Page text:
By Jamila Haider and Frederik van Oudenhoven
Latofat, a school Principal in Bartang valley, the most remote valley of the Pamir Mountains, sometimes wondered if the two foreigners who, four years ago, showed up at her door unannounced saying they were collecting recipes about Pamiri food would ever return. She was also a bit sceptical about whether there would ever be a book. When she heard that we were returning to Siponj village, with books in tow, she said she simply could not wait to see the book. “With Our Own Hands: A celebration of food and life in the Pamir Mountains of Afghanistan and Tajikistan” has arrived back in the Pamirs, and 1500 copies have started to be distributed to every community in the Afghan and Tajik Pamirs. The book began as a simple recipe book, to fulfil a promise to a grandmother and to document the rich unwritten knowledge about the unique agricultural biodiversity in the Pamirs. Over the course of 5 years, the book became much more. Nearly 700 pages of English, Tajik and Dari text and many photographs, describe the domestication of the mountains, the influence of the Silk Road, the importance of wild food, the resilience of transhumance and bring into sharp focus conflicting futures of the region. In October, 5000 kg of book travelled from the Netherlands where they were published, over land to Tajikistan.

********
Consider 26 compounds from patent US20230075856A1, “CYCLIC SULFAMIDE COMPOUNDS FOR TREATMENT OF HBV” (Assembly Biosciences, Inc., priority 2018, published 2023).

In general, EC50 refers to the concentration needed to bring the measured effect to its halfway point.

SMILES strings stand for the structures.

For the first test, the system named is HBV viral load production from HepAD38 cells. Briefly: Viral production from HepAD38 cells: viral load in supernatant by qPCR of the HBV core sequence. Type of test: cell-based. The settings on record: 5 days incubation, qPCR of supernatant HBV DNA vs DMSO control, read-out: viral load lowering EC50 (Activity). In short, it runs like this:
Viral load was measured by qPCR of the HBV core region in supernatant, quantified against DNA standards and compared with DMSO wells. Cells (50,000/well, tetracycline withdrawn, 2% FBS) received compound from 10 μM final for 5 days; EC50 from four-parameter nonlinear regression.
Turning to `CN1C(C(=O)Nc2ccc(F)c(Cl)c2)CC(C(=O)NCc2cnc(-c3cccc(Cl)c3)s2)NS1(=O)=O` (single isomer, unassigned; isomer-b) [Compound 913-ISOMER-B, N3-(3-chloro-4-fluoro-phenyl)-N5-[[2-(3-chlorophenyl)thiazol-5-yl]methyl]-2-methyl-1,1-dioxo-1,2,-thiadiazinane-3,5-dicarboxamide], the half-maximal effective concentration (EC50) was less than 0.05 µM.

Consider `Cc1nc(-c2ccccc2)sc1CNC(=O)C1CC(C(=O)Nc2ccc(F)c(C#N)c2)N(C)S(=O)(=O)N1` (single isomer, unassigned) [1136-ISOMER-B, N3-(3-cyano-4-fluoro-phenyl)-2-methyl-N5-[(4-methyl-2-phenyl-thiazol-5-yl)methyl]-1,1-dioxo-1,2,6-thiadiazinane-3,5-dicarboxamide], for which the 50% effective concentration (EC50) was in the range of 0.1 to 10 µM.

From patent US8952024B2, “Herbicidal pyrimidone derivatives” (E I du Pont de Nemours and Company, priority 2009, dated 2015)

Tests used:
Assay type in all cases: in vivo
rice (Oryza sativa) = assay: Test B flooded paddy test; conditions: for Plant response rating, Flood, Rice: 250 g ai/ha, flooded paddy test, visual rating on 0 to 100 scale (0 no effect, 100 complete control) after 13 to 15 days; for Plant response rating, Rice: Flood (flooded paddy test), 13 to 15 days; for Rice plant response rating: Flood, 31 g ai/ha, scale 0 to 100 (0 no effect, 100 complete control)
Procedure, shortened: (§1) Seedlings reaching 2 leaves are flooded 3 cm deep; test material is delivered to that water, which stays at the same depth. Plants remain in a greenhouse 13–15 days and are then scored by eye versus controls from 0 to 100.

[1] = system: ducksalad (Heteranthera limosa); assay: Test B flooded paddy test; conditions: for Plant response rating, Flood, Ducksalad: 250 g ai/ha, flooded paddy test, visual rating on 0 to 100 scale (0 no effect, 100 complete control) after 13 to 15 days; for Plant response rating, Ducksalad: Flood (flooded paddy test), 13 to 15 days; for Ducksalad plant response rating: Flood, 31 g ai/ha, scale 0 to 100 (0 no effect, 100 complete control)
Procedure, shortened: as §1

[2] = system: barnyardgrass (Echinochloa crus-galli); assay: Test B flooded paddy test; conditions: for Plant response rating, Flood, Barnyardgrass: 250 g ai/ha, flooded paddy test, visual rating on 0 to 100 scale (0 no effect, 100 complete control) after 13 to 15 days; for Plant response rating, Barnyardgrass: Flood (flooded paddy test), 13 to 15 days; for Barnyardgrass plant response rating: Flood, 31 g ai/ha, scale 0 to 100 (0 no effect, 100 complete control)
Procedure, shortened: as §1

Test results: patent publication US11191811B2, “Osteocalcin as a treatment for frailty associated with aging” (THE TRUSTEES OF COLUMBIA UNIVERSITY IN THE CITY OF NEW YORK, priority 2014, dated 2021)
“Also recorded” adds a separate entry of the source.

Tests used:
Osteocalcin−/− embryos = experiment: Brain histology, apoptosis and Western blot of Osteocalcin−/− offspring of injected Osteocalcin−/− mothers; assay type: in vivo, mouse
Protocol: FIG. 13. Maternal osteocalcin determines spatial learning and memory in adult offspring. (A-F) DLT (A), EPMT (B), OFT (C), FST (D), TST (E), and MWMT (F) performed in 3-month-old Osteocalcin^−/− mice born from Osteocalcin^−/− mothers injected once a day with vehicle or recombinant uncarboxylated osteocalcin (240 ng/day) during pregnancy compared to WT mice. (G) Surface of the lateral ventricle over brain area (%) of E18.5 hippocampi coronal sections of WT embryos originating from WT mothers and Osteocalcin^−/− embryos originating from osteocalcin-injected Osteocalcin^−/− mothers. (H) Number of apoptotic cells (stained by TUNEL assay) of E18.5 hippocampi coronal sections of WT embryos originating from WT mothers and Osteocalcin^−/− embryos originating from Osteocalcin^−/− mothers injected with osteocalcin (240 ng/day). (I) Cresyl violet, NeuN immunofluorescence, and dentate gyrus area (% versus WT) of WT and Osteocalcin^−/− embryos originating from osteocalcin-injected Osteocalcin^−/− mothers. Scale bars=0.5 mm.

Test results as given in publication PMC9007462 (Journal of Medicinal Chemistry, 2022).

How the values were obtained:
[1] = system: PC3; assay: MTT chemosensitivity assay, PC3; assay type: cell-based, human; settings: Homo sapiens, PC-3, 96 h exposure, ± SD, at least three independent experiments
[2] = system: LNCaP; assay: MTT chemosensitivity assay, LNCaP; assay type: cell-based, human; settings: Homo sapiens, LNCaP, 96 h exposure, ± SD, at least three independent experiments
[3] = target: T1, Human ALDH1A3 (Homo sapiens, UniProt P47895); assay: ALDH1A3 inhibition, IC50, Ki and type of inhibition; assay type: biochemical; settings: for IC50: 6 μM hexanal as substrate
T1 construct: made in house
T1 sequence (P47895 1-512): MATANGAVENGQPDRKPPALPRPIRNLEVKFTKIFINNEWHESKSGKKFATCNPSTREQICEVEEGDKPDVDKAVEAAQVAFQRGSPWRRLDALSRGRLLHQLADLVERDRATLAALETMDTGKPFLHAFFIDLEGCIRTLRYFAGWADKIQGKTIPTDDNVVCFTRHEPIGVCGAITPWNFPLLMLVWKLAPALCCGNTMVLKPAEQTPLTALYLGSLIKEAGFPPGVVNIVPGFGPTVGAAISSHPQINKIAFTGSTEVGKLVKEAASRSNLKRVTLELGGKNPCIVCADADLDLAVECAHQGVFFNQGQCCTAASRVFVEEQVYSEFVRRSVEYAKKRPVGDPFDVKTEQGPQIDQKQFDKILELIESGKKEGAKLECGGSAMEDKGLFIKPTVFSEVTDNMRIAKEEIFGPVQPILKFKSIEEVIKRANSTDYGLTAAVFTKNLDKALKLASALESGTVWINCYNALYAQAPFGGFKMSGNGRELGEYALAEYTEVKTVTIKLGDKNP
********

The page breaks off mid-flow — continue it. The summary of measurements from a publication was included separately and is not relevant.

Latofat is the Principal of the school in Siponj village in Bartang Valley. The village is often completely isolated in the winter months when snow closes in the valley. Perhaps because of this isolation, the valley maintains a ‘pure’ Pamiri language and is home to some of the strongest traditions in the Pamirs. The school in Siponj celebrates an annual national food day, where students ask their grandparents and elders how to make traditional foods from the unique agriculture all around them. Four years ago, we ate many different dishes, like Baht, Khomnigul, and Boj. We took some photos of the beautiful and proud children, and with those, we conclude the book. This day brought us a lot of hope – that food, tradition and knowledge have a place not just in preserving the past, but also in imagining the future of the Pamirs.
Read the full story in the Newsletter of the Agricultural Biodiversity Community